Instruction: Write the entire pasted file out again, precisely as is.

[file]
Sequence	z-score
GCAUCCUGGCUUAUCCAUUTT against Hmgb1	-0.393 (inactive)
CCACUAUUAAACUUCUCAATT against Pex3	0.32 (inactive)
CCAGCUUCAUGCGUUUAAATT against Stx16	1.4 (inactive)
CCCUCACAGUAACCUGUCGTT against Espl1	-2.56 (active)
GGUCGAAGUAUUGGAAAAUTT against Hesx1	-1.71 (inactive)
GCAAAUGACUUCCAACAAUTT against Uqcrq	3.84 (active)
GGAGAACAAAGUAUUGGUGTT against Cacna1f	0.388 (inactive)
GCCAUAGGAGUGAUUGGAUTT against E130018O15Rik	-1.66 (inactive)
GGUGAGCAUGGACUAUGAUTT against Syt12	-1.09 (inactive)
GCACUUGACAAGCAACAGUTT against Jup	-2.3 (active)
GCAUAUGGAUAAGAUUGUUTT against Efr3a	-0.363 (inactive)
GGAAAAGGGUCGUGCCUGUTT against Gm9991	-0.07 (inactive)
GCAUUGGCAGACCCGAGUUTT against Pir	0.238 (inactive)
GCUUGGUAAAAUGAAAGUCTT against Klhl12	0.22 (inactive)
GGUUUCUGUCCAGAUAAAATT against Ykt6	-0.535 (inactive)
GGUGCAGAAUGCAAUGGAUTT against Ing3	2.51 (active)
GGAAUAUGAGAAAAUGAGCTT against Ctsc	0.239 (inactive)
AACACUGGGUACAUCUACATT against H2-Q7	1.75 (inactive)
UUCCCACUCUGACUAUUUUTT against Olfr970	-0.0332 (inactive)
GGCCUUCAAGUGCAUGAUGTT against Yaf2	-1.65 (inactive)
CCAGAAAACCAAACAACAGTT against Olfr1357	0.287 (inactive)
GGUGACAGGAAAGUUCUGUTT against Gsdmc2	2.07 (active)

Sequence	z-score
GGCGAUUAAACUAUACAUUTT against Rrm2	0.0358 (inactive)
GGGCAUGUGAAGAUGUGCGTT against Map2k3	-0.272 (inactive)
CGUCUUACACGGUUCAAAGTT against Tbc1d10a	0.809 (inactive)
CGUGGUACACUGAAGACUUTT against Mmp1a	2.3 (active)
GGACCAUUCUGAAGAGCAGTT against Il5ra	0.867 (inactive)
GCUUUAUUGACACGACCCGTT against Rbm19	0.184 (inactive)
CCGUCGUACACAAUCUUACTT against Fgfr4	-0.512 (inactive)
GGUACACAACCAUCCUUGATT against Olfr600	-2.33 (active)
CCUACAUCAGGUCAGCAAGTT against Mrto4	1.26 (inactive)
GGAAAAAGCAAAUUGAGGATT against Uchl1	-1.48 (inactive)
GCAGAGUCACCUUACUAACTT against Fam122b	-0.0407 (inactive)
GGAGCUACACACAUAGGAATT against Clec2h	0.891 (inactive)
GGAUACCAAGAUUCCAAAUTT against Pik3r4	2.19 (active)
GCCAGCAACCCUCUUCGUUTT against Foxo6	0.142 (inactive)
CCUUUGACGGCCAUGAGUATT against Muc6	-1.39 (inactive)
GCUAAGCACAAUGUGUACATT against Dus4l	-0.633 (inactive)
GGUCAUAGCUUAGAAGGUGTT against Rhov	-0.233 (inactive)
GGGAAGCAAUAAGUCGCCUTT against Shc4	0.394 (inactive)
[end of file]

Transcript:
Sequence	z-score
GCAUCCUGGCUUAUCCAUUTT against Hmgb1	-0.393 (inactive)
CCACUAUUAAACUUCUCAATT against Pex3	0.32 (inactive)
CCAGCUUCAUGCGUUUAAATT against Stx16	1.4 (inactive)
CCCUCACAGUAACCUGUCGTT against Espl1	-2.56 (active)
GGUCGAAGUAUUGGAAAAUTT against Hesx1	-1.71 (inactive)
GCAAAUGACUUCCAACAAUTT against Uqcrq	3.84 (active)
GGAGAACAAAGUAUUGGUGTT against Cacna1f	0.388 (inactive)
GCCAUAGGAGUGAUUGGAUTT against E130018O15Rik	-1.66 (inactive)
GGUGAGCAUGGACUAUGAUTT against Syt12	-1.09 (inactive)
GCACUUGACAAGCAACAGUTT against Jup	-2.3 (active)
GCAUAUGGAUAAGAUUGUUTT against Efr3a	-0.363 (inactive)
GGAAAAGGGUCGUGCCUGUTT against Gm9991	-0.07 (inactive)
GCAUUGGCAGACCCGAGUUTT against Pir	0.238 (inactive)
GCUUGGUAAAAUGAAAGUCTT against Klhl12	0.22 (inactive)
GGUUUCUGUCCAGAUAAAATT against Ykt6	-0.535 (inactive)
GGUGCAGAAUGCAAUGGAUTT against Ing3	2.51 (active)
GGAAUAUGAGAAAAUGAGCTT against Ctsc	0.239 (inactive)
AACACUGGGUACAUCUACATT against H2-Q7	1.75 (inactive)
UUCCCACUCUGACUAUUUUTT against Olfr970	-0.0332 (inactive)
GGCCUUCAAGUGCAUGAUGTT against Yaf2	-1.65 (inactive)
CCAGAAAACCAAACAACAGTT against Olfr1357	0.287 (inactive)
GGUGACAGGAAAGUUCUGUTT against Gsdmc2	2.07 (active)

Sequence	z-score
GGCGAUUAAACUAUACAUUTT against Rrm2	0.0358 (inactive)
GGGCAUGUGAAGAUGUGCGTT against Map2k3	-0.272 (inactive)
CGUCUUACACGGUUCAAAGTT against Tbc1d10a	0.809 (inactive)
CGUGGUACACUGAAGACUUTT against Mmp1a	2.3 (active)
GGACCAUUCUGAAGAGCAGTT against Il5ra	0.867 (inactive)
GCUUUAUUGACACGACCCGTT against Rbm19	0.184 (inactive)
CCGUCGUACACAAUCUUACTT against Fgfr4	-0.512 (inactive)
GGUACACAACCAUCCUUGATT against Olfr600	-2.33 (active)
CCUACAUCAGGUCAGCAAGTT against Mrto4	1.26 (inactive)
GGAAAAAGCAAAUUGAGGATT against Uchl1	-1.48 (inactive)
GCAGAGUCACCUUACUAACTT against Fam122b	-0.0407 (inactive)
GGAGCUACACACAUAGGAATT against Clec2h	0.891 (inactive)
GGAUACCAAGAUUCCAAAUTT against Pik3r4	2.19 (active)
GCCAGCAACCCUCUUCGUUTT against Foxo6	0.142 (inactive)
CCUUUGACGGCCAUGAGUATT against Muc6	-1.39 (inactive)
GCUAAGCACAAUGUGUACATT against Dus4l	-0.633 (inactive)
GGUCAUAGCUUAGAAGGUGTT against Rhov	-0.233 (inactive)
GGGAAGCAAUAAGUCGCCUTT against Shc4	0.394 (inactive)